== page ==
Why did you start with yoga?
I fell in love with yoga about 18 years ago. Over the years my yogamat has always been a place for me to land and to connect with myself. Wherever I was in the world or in my life: feeling that safe space on my mat to really tune-in to what is alive in me at that moment and to get out of my head.

Why did you become a yoga teacher?
Yoga has brought me so much. Especially when I started to practice with teachers who had a more holistic approach: taking into account the nervous system and how all sorts of trauma are being stored in the body. When I started working this way, so much opened up for me. I literally learned a new bodylanguage: a new way of moving, of being in my body and connecting to it. I’m just so passionate about this and I love sharing it. I’m so grateful to hold space for you to be present in your own body, and for guiding you into your own movement exploration.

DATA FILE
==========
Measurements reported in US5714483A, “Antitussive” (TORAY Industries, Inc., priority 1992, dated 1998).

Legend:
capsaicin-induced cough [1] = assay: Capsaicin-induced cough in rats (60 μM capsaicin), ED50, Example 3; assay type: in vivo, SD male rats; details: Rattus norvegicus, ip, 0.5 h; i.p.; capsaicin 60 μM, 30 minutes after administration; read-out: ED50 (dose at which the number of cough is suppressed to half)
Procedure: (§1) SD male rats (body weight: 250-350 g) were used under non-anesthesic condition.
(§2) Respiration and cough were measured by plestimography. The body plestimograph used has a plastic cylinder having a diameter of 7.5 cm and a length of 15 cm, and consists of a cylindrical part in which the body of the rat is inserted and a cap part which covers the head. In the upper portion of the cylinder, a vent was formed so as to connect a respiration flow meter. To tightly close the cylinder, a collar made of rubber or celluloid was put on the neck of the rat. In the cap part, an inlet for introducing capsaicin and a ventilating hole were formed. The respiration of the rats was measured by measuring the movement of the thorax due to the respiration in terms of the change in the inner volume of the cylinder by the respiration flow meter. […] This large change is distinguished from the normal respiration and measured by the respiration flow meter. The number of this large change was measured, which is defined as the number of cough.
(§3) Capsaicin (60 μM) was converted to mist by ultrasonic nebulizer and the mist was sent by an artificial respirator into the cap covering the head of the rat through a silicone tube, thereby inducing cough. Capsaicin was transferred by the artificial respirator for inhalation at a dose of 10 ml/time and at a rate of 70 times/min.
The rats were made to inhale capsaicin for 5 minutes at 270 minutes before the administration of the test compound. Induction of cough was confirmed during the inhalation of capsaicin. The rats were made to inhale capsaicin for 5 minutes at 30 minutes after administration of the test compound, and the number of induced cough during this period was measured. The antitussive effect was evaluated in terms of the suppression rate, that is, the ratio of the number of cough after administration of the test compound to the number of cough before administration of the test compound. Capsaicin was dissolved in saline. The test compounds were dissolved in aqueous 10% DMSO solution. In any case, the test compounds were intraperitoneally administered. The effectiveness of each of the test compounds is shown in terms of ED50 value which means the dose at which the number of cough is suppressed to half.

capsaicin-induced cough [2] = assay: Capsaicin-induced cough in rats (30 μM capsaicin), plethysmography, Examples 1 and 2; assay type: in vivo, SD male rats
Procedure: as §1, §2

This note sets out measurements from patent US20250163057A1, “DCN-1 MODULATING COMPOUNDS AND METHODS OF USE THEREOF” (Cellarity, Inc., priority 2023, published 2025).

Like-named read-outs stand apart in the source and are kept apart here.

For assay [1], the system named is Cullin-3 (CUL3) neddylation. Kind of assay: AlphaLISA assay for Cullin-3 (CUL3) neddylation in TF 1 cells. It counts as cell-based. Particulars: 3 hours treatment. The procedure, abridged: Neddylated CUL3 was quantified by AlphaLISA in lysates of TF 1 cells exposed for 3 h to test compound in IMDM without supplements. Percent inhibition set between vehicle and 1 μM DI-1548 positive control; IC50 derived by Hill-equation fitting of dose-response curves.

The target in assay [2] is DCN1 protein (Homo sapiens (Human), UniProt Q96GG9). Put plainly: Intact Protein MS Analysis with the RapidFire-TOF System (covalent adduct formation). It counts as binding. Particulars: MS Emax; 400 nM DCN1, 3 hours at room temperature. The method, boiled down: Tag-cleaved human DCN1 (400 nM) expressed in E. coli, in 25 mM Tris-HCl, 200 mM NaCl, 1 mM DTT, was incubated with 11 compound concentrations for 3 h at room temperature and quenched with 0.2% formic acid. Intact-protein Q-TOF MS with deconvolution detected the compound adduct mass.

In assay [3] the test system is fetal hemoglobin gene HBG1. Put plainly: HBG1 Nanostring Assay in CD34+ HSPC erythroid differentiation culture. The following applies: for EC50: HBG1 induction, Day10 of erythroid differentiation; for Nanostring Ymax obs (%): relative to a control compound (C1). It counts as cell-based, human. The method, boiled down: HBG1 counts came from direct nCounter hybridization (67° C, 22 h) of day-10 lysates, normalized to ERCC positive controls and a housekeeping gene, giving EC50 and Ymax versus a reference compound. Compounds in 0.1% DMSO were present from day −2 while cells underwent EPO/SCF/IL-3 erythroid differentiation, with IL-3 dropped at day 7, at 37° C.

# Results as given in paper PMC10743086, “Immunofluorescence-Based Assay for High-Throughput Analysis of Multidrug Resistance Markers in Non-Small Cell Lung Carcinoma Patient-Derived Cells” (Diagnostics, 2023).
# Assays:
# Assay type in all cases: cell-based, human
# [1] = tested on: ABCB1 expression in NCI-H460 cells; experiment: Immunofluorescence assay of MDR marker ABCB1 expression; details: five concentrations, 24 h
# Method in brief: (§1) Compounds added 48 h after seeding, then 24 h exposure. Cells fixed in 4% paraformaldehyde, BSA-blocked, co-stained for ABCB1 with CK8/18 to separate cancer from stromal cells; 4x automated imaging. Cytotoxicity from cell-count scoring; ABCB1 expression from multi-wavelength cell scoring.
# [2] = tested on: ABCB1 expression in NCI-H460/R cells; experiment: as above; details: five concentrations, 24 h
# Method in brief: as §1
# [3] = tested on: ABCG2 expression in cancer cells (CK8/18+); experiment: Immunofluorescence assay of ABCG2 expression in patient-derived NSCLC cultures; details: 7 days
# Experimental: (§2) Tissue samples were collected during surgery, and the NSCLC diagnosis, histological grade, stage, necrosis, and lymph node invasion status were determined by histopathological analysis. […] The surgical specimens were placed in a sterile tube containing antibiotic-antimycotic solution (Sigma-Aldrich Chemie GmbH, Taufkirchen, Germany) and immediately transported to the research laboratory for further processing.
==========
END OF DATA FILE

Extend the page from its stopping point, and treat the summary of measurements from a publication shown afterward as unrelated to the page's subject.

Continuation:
What do you love most about teaching yoga?
The magic for me as a teacher is witnessing how people “land” back into their bodies during a yoga class, to see the softening of their faces.

What styles of yoga do you teach?
I make any class flowy, whether it be Lightflow or a Bondi60 class. I’ll always throw some mobility exercises and functional strength-building into the mix, but in a gentle way. Even a Yin class I’ll start off with a little warm-up focused on mobility to enable you to melt deeper into the restorative Yin poses after that. Overall I would say my approach is gentle and nurturing.

Can you describe your personal teaching style in a few words?
My focus as a yoga teacher is on holding space for an embodied yoga practice rooted in mobility, range of motion, flow and functional movement. I love the idea of yoga as a movement meditation.
Embodiment is at the core of all my classes: inviting students to actually feel what a yoga asana feels like instead of just making the shape, so really working from the inside out.

What is your favourite song for Savasana?
Entheo – Beauty & Truth

What is your favourite book or movie?
Book: Circe by Madeline Miller, a Greek myth from a female perspective